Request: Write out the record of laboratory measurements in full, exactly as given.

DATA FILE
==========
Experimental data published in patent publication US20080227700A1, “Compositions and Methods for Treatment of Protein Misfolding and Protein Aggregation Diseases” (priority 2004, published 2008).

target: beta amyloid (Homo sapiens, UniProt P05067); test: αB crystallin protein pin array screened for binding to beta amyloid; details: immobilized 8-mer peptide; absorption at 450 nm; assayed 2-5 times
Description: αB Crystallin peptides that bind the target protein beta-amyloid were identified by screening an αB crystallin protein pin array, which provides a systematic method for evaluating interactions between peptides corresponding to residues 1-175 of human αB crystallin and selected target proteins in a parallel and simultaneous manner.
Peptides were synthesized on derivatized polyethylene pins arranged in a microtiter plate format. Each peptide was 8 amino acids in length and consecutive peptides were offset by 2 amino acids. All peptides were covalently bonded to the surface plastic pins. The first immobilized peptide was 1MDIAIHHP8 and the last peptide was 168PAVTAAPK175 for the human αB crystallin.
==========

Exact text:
Experimental data published in patent publication US20080227700A1, “Compositions and Methods for Treatment of Protein Misfolding and Protein Aggregation Diseases” (priority 2004, published 2008).

target: beta amyloid (Homo sapiens, UniProt P05067); test: αB crystallin protein pin array screened for binding to beta amyloid; details: immobilized 8-mer peptide; absorption at 450 nm; assayed 2-5 times
Description: αB Crystallin peptides that bind the target protein beta-amyloid were identified by screening an αB crystallin protein pin array, which provides a systematic method for evaluating interactions between peptides corresponding to residues 1-175 of human αB crystallin and selected target proteins in a parallel and simultaneous manner.
Peptides were synthesized on derivatized polyethylene pins arranged in a microtiter plate format. Each peptide was 8 amino acids in length and consecutive peptides were offset by 2 amino acids. All peptides were covalently bonded to the surface plastic pins. The first immobilized peptide was 1MDIAIHHP8 and the last peptide was 168PAVTAAPK175 for the human αB crystallin.